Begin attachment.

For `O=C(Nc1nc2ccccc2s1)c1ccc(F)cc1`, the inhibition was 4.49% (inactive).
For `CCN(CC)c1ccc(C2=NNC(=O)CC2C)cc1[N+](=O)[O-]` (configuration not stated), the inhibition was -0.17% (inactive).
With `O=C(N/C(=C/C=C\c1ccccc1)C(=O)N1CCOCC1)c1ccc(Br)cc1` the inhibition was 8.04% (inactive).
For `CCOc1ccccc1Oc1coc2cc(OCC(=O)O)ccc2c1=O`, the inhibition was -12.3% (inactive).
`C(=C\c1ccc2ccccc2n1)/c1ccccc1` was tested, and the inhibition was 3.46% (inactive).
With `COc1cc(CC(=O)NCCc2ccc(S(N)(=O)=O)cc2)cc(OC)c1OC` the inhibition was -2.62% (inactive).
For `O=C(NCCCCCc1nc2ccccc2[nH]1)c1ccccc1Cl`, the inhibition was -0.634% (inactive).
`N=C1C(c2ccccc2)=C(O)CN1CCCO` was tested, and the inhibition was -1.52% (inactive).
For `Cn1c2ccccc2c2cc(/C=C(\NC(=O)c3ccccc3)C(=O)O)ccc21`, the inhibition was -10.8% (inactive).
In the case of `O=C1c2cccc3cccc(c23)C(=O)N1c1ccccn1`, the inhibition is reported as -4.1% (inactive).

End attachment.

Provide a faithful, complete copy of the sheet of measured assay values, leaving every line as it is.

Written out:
For `O=C(Nc1nc2ccccc2s1)c1ccc(F)cc1`, the inhibition was 4.49% (inactive).
For `CCN(CC)c1ccc(C2=NNC(=O)CC2C)cc1[N+](=O)[O-]` (configuration not stated), the inhibition was -0.17% (inactive).
With `O=C(N/C(=C/C=C\c1ccccc1)C(=O)N1CCOCC1)c1ccc(Br)cc1` the inhibition was 8.04% (inactive).
For `CCOc1ccccc1Oc1coc2cc(OCC(=O)O)ccc2c1=O`, the inhibition was -12.3% (inactive).
`C(=C\c1ccc2ccccc2n1)/c1ccccc1` was tested, and the inhibition was 3.46% (inactive).
With `COc1cc(CC(=O)NCCc2ccc(S(N)(=O)=O)cc2)cc(OC)c1OC` the inhibition was -2.62% (inactive).
For `O=C(NCCCCCc1nc2ccccc2[nH]1)c1ccccc1Cl`, the inhibition was -0.634% (inactive).
`N=C1C(c2ccccc2)=C(O)CN1CCCO` was tested, and the inhibition was -1.52% (inactive).
For `Cn1c2ccccc2c2cc(/C=C(\NC(=O)c3ccccc3)C(=O)O)ccc21`, the inhibition was -10.8% (inactive).
In the case of `O=C1c2cccc3cccc(c23)C(=O)N1c1ccccn1`, the inhibition is reported as -4.1% (inactive).